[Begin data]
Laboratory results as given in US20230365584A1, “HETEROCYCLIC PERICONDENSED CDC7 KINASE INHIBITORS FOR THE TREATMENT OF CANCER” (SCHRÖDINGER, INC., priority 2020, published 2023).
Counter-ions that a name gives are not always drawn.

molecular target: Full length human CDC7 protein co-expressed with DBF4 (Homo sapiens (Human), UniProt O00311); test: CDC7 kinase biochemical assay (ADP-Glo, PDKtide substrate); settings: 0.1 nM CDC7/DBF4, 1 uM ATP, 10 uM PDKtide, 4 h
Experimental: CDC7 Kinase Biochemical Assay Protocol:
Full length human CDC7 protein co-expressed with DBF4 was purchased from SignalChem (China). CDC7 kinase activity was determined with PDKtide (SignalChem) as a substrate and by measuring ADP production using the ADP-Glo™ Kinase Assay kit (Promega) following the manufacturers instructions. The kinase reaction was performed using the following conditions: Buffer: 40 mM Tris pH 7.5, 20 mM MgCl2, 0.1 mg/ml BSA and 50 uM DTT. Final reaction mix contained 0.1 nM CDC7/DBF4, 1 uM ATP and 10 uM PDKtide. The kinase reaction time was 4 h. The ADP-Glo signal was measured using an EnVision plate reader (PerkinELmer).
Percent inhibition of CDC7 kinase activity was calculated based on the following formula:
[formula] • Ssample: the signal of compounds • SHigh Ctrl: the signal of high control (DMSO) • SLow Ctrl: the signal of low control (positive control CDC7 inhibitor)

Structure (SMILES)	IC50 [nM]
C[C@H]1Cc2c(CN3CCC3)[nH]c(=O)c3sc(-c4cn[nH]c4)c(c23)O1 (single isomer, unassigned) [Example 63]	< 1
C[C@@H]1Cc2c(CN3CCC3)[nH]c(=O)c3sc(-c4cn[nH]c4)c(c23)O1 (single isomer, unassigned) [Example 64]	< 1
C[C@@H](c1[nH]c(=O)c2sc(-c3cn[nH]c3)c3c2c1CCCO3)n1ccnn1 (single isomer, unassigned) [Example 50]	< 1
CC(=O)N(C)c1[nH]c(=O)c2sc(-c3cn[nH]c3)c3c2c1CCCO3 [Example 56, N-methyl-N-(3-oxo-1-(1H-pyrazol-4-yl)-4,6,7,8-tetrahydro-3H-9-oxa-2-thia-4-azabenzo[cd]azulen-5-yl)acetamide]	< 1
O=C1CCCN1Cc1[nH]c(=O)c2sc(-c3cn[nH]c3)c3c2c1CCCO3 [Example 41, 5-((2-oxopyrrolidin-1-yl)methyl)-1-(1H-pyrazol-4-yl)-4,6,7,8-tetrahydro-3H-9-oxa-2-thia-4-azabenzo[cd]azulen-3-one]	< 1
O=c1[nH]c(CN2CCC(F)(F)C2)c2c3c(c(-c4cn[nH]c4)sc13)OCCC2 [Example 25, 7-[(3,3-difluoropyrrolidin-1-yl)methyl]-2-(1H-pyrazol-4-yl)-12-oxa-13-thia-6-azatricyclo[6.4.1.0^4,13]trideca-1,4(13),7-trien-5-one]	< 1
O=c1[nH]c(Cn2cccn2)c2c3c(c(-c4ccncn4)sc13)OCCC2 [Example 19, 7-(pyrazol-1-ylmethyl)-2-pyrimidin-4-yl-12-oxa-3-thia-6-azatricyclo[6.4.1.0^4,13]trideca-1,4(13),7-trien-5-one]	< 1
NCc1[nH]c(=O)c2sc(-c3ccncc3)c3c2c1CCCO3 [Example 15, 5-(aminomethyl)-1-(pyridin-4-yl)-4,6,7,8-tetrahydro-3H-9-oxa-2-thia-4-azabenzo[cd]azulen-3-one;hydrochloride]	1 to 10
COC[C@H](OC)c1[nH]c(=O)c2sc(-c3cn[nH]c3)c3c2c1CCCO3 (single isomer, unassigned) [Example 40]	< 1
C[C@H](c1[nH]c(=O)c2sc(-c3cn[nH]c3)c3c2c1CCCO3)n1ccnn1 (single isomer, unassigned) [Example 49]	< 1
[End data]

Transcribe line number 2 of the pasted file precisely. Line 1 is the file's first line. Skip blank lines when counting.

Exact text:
Counter-ions that a name gives are not always drawn.